, Spring 2022
The final paper (6 full pages plus bibliography) will be an analysis of an issue, to be selected
from a list of options, that is the subject of an unsettled debate. You will explore the competing
perspectives on the chosen issue and draw your own conclusions based on independent research.
The final should follow the following format: double-spaced, 12-point, Times Roman Font, one?inch margins. Please use APA style citations. The final is to be submitted via the Turnitin link
(found on Blackboard, under “Assignments”) in a MS-Word compatible format by 11:59pm on
May 17th. Make the file name: lastname_firstname_final.doc.
IT IS IMPORTANT THAT ASSIGNMENTS ARE SUBMITTED ON TIME. Barring truly
extenuating circumstances, reviewed on a case-by-case basis, you will lose 3 points for every 24
hours that the final is late (e.g., if you turn in the final on May 18th and you would have received
35/40 on the assignment, you will receive 32/40 after the 3-point deduction). The absolute last
day to submit the final will be May 24th.
Begin by brainstorming on the following questions: What are the most important arguments that
may be offered in support of the chosen view? What are the most important arguments that may
be offered against that view? Which position would you defend? Why? What is the most
important objection(s) to your position? How would you respond?
Your essay should summarize the opposing arguments in the literature and present your own
critical analysis of the evidence offered by the opposing sides. You should take a side in the
debate and defend your position.
The essay should start with an introduction, where you motivate the topic, briefly explain the
debate, and present your argument. Including a roadmap will help the reader preview your
For both sides of the debate, your essay should provide an overview of the literature on the topic,
the main arguments that have been made, and the evidence that has been offered in support of
those arguments. In your analysis, which should constitute the main portion of the essay, present
your critical evaluation of the arguments and the evidence.
The literature overview does not need to be comprehensive. Focus on the works, with emphasis
on modern political science material, that you think are most important/influential. This means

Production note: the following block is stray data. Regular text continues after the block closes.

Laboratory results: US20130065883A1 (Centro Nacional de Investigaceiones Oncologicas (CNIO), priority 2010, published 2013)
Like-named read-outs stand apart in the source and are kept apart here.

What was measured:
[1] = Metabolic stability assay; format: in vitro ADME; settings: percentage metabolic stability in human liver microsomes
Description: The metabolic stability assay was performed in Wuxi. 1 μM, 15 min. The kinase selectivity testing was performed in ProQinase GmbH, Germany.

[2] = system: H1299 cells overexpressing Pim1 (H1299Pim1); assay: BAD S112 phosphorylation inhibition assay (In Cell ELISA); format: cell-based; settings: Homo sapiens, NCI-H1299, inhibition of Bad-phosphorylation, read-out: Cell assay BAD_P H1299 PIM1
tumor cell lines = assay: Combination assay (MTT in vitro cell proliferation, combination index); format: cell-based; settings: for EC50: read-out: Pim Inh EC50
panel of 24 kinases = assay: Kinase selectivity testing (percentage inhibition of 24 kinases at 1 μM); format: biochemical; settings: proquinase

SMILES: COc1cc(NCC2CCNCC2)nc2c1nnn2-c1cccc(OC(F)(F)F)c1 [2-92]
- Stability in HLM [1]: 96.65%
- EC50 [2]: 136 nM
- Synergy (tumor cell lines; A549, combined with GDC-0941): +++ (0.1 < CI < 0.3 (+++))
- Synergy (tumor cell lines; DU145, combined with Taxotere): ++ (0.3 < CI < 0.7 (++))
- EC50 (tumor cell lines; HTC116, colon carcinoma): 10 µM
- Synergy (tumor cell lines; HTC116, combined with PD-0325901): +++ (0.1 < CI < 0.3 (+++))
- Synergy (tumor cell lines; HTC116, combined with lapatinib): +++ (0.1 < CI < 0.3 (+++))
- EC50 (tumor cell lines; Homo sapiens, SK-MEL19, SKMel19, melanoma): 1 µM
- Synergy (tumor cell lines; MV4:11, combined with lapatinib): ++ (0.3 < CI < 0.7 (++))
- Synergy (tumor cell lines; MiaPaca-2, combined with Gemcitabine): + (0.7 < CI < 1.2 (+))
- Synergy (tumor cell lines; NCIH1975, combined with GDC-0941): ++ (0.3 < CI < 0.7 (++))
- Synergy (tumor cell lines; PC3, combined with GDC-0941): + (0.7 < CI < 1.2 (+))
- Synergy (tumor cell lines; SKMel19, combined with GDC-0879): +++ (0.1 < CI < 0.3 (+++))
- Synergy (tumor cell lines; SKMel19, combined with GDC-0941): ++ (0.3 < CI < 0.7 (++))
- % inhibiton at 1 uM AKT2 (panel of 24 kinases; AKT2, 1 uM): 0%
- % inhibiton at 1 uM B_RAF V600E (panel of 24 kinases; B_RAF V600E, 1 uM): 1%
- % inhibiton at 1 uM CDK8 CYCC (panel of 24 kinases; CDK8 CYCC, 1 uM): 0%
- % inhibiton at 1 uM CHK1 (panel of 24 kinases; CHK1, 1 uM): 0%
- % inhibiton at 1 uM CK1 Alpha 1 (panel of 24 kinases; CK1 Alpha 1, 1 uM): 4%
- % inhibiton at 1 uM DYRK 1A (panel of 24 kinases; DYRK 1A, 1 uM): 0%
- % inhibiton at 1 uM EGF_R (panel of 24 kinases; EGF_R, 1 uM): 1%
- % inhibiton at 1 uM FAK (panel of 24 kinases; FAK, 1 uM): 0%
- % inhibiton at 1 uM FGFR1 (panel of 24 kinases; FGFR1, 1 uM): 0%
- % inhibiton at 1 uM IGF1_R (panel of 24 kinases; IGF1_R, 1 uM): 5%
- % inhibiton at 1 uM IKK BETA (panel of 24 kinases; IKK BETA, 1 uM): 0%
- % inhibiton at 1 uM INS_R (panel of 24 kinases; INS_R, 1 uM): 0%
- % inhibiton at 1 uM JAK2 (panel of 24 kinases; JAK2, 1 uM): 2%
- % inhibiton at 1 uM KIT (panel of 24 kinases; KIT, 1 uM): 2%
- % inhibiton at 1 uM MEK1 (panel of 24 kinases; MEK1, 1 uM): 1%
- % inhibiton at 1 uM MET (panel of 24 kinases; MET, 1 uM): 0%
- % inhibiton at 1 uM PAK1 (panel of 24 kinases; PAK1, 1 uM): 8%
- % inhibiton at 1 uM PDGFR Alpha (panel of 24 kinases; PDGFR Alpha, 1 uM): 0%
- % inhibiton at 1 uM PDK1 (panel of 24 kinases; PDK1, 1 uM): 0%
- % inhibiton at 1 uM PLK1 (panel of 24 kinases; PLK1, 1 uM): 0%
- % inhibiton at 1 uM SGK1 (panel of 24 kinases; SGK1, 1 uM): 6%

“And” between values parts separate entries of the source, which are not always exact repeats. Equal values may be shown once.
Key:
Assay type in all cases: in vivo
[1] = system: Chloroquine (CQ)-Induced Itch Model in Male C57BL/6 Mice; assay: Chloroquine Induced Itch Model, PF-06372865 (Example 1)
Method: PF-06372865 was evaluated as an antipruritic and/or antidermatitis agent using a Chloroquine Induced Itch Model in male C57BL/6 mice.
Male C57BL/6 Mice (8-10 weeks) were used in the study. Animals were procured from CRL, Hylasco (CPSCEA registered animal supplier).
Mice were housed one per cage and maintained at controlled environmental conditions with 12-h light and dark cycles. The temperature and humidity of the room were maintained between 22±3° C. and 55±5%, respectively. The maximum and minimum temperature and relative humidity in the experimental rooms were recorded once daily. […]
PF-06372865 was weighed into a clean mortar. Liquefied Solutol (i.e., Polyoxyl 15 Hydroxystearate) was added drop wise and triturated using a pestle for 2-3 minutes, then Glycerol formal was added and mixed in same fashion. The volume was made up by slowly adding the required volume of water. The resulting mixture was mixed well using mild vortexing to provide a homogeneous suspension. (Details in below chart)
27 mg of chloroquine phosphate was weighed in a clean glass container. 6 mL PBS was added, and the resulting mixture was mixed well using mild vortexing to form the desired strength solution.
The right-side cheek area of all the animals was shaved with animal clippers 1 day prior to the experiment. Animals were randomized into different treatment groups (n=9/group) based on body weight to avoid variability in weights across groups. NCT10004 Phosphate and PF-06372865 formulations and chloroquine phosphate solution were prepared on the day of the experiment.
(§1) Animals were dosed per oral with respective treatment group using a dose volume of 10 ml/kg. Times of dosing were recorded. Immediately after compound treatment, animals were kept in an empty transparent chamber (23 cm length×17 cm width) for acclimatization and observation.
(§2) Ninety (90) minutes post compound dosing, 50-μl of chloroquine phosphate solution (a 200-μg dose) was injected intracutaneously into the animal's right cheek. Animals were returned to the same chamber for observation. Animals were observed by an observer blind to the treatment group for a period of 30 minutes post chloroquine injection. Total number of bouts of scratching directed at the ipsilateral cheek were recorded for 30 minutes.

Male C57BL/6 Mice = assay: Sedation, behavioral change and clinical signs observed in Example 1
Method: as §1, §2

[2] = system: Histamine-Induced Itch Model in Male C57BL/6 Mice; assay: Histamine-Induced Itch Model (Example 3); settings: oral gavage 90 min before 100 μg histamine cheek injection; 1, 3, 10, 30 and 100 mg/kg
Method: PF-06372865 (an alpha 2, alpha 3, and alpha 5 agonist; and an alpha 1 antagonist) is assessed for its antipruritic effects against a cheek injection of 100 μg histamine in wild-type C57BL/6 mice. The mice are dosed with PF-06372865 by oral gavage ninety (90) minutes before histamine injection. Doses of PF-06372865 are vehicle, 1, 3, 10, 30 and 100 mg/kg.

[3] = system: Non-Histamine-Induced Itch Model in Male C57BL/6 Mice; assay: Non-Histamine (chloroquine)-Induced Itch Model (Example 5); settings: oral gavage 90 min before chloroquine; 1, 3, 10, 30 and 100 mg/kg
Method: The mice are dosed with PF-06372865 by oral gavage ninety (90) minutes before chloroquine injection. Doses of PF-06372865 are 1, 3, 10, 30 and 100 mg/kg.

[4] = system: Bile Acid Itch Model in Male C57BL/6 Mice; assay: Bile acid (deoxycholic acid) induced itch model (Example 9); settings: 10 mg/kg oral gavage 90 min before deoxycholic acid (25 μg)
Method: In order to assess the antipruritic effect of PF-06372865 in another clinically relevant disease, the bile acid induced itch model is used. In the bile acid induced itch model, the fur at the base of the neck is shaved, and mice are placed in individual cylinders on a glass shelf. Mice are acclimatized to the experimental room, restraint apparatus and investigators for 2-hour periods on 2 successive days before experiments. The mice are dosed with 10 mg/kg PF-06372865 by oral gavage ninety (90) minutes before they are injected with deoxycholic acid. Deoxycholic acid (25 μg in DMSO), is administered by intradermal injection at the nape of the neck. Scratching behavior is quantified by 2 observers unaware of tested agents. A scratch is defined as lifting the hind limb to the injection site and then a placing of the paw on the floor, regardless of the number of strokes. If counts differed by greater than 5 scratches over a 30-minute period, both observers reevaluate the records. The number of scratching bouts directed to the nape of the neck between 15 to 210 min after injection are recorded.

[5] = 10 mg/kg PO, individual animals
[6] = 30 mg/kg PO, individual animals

that before you start writing, you will need to critically read the literature to identify the works
you will discuss.
Before you start writing, think about what you want to argue (e.g., what points you want to
make, what evidence you want to present, etc.) and develop an outline that indicates how you
will demonstrate your argument.
You should go through at least two drafts. As you write, you will likely discover new ideas and
points that you will want to incorporate in the essay. In order to make sure that the essay is
intellectually coherent, you must go back and revise.
On that note, an essay is not a random collection of thoughts. Make sure to have a clear topic and
good structure. Remember, if you cannot answer the 5 W’s, you do not yet have a clear
argument. And, use transition words/sentences to guide the reader through your argument.
Likewise, an essay is not an outline. So, develop your ideas. Do not simply state points, but
expand on them/explain their importance and connections to other issues.
Lastly, remember to put yourself the reader’s place. What questions would you raise if you were
a knowledgeable reader unfamiliar with the topic? Revise your paper so as to provide sufficient
information/evidence and to counter potential objections.
Do not use slang, contractions, abbreviations, or text-message acronyms!
Avoid overly long, complex sentences.
Write in the active rather than the passive voice.
When writing about the past, use the past tense.
Avoid block quotes.
Proofread your paper carefully (once on the computer and once in hard copy).
, Spring 2022